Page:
Driving around the North of Tenerife, I noticed this sign ‘ARTlandya Dolls Museum’. I got interested because I love dolls. I have this hobby of making handicraft stuff with dolls as my specialty. I have made all kinds of stuffed dolls, Manipuri dancers, Rajasthani brides and grooms, villagers, college girls, tea pickers, etc. I don’t have any dolls with me right now, because each time I made, it got adopted. Had I collected them, I would have more than 50 dolls with me but it was difficult to find place to store my artwork, I was only too happy to give them away to anyone who appreciated.
“Where is this dolls museum?” I asked my niece
“It is in Santa Barbara, a town famous for its’ wine”
“Oh! So close to Icod de los Vinos. I want to go” said I
We drove up the main street, off Calvario lane, through narrow streets, winding through farms and chalets, colorful buildings, a convex mirror at every turn guided us of the traffic at blind spots, we turned into a steep hill, to arrive at ARTlandya Dolls Museum.
The sweet fragrance of Bougainvillea and other flowering plants transported us to a different world. This was a beautiful farm of 11,000 square meters, separated on different terraces with breath-taking view of Mount Teide on one side and the sea view below. The weather was cool, with sun hidden behind the clouds, giving a blazing glance at regular intervals. The fresh air passed from the mountain towards Atlantic sea, stopped by to touch us, leaving behind the cool sensation under our skin.
We were warmly greeted by George Taupe, who has worked hard, brick by brick, building this museum to house the collection of more than 400 dolls and stuff toys of different shapes and sizes. George guided us as we walked up the concrete steps to enter three inter-connecting rooms that had many teddy bears and stuffed dolls.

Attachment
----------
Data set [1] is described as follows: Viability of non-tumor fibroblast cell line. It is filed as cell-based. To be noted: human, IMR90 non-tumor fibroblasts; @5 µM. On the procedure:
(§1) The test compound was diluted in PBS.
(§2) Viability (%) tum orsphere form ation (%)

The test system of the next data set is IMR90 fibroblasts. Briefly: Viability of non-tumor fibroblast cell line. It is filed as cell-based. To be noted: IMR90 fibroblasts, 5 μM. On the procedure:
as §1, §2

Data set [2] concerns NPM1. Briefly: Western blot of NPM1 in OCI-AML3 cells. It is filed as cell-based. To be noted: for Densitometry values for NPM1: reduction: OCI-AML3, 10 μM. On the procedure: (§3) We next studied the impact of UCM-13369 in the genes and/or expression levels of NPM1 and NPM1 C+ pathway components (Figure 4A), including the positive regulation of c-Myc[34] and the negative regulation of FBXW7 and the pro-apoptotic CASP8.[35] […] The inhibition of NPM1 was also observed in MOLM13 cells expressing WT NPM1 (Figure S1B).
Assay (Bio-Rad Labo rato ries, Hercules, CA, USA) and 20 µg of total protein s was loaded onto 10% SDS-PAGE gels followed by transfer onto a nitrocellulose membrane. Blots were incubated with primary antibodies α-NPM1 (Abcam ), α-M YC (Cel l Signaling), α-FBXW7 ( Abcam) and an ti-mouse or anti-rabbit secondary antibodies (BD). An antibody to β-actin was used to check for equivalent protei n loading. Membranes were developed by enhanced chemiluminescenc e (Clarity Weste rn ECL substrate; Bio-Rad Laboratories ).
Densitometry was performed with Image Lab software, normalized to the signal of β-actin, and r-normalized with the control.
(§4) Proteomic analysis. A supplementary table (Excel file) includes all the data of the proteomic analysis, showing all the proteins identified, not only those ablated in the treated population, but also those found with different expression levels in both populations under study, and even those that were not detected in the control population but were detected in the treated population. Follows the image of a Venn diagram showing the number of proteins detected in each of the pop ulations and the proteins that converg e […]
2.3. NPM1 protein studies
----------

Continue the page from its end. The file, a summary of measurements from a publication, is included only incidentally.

The dolls had expressive eyes that told a story, one doll also had a tear in her eyes and it looked so real.
The teddy bears had a cheeky looks with playful poses. Apparently, the teddy bears are named after Teddy Roosevelt, former U.S. president. The story goes that on a hunting expedition, he saved a baby bear and this was much publicized, so much so, that a toy company made a baby bear in his honor. This became such a craze that they named after Teddy, hence teddy bear.
The teddy bears and dolls seemed to live in perfect harmony, each complementing the other.
We walked out to the sloping path passing through cascading fruit trees, trailing flowered plants, waterfall and fish pond to reach to the other side, that opened into two-adjoining rooms. There were many more adorable dolls made of porcelain, wood, wax and other materials from various studios all over the world.
I have no idea if they spoke to each other when they were on their own, but while I was there, I saw them standing/sitting in an inert positions, as if frozen in mid-sentence. More fragile one sat in the cabinets, while the bold ones stood out in groups.
In one small corner of the museum, there was a workshop, where there were limbs, glass eyes, doll’s hair scattered on the table, waiting to be assembled, the doll’s unfinished faces stared at me, their expressions real, some threatening. There were acrylic paints, brushes of various sizes, molds and even an oven for the curious tourist who would like to see the demonstration.
A small souvenir shop with a small cafeteria dominates one terrace. I met Ingrid Taupe, who is behind this creativity and has an artistic eye for new recruits; She started her collection twenty years ago fired by her art studies. George and Ingrid Taupe have a similar museum in Carincia in south of Austria too and they have gradually transferred their collection to their new destination at Artlandya.
Over the hot cup of coffee and cup cakes, we cemented our friendship, sharing our common interest of art and food.
If you like nature and are looking for peace and serenity, sitting on those wooden chairs and sipping a hot cup of coffee after a tour around dolls museum, is the perfect way to spend an afternoon.